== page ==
By Noah Mintz
Last issue, I explained the different methods I tried out when mastering Your Boy Tony Braxton’s Adult Contempt, with the mandate of making it sound like it was released in 1990.
I sent the various test mixes to Shad (aka Your Boy), mixer Howie Beck, producer Matt Johnston, and Gurav, Shad’s manager. In the end, and to my surprise, they chose the digital master as their favourite. They were looking for something different and this was it – but not different enough. They asked for one more version with something that’s not normally done in mastering: reverb. So I added a Lexicon hall reverb with a short decay, sent this off, and the test-master was approved.
Approved “in theory,” that is, because I was told by the time the mixes were ready for mastering, the actual mixes would sound quite a bit different than the test mix. At least we had a methodology.
After I got the final mixes and did my first round of mastering, the list of revisions and delivery of new mixes was exhaustive, so I was glad it was all done in the box. It saved me from having to rerun it through the analog system every time.
Here are some of the highlights and more interesting signal paths:
For the whole album, I kept the UAD Ampex ATR 102 at 7.5 ips with 456 tape and used a UAD Pultec with 100 Hz and 20 kHz attenuation. I also used the UAD Lexicon large hall reverb and a FabFilter Limiter.
The FabFilter is my go to limiter. I sometimes use others, but to me, it’s the most flexible and can sound the most transparent. It also doesn’t have many settings, which is something I look for in a limiter. I want it to be as simple as possible so I don’t really have to think about it. I set the limiter to 3dB gain. This way I can have a lower level going to my plug-ins, and for vinyl mastering I can take it off and have a lower level (very important for vinyl mastering) and increased dynamic range.
I used a FabFilter C2 Comp with a bus-style compressor and a pretty high ratio (5:1) for mastering. Also some side chain filtering.
I used an Ozone dynamic EQ to dial out a bitey vocal at the times it was too much and to boost the kick a little. A dynamic EQ works similar to a multi-band but only applies to an EQ curve when it reaches a certain dynamic threshold.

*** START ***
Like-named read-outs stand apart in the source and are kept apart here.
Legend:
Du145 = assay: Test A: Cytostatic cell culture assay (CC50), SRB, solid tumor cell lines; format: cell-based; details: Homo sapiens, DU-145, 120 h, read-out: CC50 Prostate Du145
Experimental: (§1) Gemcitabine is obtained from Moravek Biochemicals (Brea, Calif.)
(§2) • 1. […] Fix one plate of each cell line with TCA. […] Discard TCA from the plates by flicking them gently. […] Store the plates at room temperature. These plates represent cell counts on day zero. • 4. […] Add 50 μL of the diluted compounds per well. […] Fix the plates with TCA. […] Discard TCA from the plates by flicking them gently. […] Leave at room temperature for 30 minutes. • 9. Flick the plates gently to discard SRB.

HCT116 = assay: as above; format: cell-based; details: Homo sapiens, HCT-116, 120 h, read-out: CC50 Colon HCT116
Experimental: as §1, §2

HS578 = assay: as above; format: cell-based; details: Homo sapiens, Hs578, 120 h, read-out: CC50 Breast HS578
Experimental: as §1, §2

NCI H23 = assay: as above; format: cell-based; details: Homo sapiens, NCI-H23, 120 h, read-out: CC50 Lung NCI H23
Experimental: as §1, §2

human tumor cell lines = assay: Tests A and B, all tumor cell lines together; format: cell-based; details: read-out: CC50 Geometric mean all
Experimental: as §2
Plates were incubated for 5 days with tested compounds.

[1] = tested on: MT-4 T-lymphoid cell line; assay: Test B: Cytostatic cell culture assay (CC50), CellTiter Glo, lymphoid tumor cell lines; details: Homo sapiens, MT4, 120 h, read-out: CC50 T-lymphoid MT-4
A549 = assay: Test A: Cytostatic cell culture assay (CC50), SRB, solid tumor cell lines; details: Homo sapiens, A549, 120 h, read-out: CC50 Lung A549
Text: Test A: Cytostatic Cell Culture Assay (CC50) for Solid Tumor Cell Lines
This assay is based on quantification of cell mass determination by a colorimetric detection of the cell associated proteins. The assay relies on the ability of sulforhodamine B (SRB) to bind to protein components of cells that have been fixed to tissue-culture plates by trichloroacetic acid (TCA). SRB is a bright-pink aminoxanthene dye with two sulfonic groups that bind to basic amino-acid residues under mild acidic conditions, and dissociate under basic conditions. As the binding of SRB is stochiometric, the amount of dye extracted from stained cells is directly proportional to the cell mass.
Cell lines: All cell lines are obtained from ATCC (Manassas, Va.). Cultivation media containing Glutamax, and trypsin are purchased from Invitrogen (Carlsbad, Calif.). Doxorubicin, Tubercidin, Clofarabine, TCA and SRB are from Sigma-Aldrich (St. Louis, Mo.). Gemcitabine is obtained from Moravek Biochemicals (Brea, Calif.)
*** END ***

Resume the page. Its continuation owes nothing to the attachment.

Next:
I used a mid-side EQ, the FabFilter Q2. I cut the lows in the mid but put back in some of the kick frequency. I took out some 2 kHz in both mid and side.
I also felt this song needed some dynamic lift. I could have used an upwards compressor but it didn’t create the effect I wanted, so I used a transient designer, the UAD Sonnox Oxford Evolution, to bring back some lost transients. To be honest, I don’t actually know how transient designers work; I just know how they sound and for mastering, it’s usually not a desirable sound. It fits into that category of “effect that sounds pretty good until you take it out and realize how much damage it’s actually doing.” But in those rare cases, it does what nothing else can do and it’s exactly what a mix needs. The UAD Sonnox Oxford Evolution is the first transient designer that I think is flexible enough to be used for mastering.
This song needed a little widening. The Nugen Stereoizer is the only plug-in I like for widening. It has a natural sound and never pushes anything out of phase, which is a common problem with stereo widening.
There was a bit of demo-itis on this album, where they really liked the rough mixes from early on in the recording, so we ended up using a bunch of those. For those, I did almost no EQ or compression; I just shaped the EQ to compensate for how they sounded different with a louder level from the limiter. I felt these mixes were perhaps sonically inferior to Howie’s final mixes but the artist and producer were happy with them, and in the end, that’s all that matters.
When listening to this album, you get a sense it’s not a typical recording and that’s exactly what they wanted. The mastering reflected that.
I worry because this album is so atypical for Shad and doesn’t follow any current trends in audio recordings that it will get looked over, which would be a shame. It’s an amazing album by a very adventurous artist who assembled a fantastic team to make it a reality. I’m honoured and privileged to be a part of it. I hope you give it a good listen.
Noah Mintz is a Senior Mastering Engineer at Lacquer Channel Mastering in Toronto. With nearly 20 years of experience specifically and exclusively in professional audio mastering (and many more previously in audio production), Noah’s philosophy has always been “less is more.” With a strong emphasis on “vibe,” Noah’s sonic signature has been left on some of Canada’s most successful indie and major-label acts. www.lacquerchannel.com.